Sunday, December 20, 2015

Sunday roundup (12-20-15)

This is how much money exists in the entire world, in one chart: There is $1.2 quadrillion invested in derivatives alone. (Marketwatch)

Europe's year from hell may presage worse to come (Reuters)

After jumping over one hurdle, Greece faces another with pensions (CNBC)

Left-wing parties take the lead in Spanish elections (Reuters) Spain's ruling party [wins the most votes but] could be out after big vote for upstarts, government prospects uncertain (The Associated Press)

U.S. gas prices fall to lowest in more than six years: survey (Reuters) Gas falls to $2 a gallon (CNNMoney)

Illinois and Pa. are 170 days overdue on their budgets [Dec. 18] (CNNMoney)

Inside the Billion-Dollar Battle for Puerto Rico’s Future (The New York Times)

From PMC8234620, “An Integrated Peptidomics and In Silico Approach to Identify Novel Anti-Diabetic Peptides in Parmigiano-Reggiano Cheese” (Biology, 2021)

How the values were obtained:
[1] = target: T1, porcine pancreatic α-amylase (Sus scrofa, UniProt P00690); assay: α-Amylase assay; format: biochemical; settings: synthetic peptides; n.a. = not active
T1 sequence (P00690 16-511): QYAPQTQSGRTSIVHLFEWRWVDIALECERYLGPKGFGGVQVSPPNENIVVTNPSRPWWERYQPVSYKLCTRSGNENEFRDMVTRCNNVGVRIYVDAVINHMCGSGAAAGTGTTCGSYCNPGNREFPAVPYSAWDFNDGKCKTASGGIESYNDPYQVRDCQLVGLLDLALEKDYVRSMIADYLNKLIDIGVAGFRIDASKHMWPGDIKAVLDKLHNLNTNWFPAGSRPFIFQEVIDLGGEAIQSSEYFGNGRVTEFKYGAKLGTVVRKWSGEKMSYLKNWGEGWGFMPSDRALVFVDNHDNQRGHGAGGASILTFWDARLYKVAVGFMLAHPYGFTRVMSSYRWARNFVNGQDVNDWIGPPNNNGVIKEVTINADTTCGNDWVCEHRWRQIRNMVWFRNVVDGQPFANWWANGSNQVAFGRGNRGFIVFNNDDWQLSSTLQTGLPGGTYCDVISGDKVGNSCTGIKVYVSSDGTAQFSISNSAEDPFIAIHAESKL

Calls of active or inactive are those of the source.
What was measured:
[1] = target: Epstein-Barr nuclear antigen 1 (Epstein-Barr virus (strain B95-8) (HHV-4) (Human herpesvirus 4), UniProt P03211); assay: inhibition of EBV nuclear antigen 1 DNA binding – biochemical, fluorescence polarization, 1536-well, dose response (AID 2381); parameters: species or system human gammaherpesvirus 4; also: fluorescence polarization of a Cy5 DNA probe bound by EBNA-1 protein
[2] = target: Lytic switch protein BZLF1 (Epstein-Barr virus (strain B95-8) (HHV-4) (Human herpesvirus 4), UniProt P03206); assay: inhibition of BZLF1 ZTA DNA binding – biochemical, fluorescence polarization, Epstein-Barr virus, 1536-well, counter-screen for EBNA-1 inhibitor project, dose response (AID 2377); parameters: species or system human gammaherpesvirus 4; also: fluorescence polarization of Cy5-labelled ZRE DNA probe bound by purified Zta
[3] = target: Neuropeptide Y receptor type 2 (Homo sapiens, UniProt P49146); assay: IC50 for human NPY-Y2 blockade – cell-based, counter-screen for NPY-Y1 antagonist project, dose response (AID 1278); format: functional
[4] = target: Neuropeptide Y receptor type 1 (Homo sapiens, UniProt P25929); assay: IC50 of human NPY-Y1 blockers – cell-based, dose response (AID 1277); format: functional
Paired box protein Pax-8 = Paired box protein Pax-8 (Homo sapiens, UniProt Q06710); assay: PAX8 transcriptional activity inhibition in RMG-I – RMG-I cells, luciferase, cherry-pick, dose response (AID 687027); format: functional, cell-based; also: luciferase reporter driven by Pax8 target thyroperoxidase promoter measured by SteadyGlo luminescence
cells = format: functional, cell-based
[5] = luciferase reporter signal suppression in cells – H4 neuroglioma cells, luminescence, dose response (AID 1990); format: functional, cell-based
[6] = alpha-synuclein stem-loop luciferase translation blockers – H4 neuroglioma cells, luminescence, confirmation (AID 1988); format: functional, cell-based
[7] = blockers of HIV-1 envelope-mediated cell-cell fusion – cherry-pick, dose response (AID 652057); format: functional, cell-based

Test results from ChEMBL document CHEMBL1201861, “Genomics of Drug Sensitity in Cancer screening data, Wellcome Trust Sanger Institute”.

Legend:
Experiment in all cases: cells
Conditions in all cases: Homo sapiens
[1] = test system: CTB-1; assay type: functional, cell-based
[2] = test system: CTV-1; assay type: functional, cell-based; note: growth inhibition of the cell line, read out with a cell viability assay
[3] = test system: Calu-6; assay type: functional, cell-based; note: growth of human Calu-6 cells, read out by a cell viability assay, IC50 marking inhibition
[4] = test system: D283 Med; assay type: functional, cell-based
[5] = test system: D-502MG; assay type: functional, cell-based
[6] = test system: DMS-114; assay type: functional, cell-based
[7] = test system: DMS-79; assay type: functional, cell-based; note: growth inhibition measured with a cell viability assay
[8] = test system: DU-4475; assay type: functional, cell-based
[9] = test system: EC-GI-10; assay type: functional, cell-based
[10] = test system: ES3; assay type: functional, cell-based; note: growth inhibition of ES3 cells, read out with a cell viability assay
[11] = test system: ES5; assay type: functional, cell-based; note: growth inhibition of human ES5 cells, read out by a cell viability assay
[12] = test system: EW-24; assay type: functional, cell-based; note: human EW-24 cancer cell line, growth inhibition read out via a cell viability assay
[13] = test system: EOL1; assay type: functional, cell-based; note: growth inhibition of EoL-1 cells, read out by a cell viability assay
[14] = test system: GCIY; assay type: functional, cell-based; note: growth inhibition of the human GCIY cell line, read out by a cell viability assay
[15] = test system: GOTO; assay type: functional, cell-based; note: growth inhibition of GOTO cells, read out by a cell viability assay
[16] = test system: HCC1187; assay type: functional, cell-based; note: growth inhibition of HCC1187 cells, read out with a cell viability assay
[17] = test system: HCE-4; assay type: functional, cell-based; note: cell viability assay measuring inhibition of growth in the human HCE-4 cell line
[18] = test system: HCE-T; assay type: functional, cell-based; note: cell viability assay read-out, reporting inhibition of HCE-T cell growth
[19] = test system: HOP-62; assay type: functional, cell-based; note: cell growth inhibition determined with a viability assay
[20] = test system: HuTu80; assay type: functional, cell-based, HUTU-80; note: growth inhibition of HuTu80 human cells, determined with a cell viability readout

The aim of this blog is to show (mostly from reports in mainstream respected news sources) that there is reason to believe that both the United States and the global economies remain fragile in the wake of the financial crisis of 2008 and that a number of threats exist today that could, if they worsened, bring about economic depression -- not just a minor depression, but a depression worse than the Great Depression. Key threats include excessive risk-taking by financial firms, unchecked by effective regulation; the continued existence of "too big to fail" institutions; and most especially, the amassing of levels of public and private debt which could become unsustainable.

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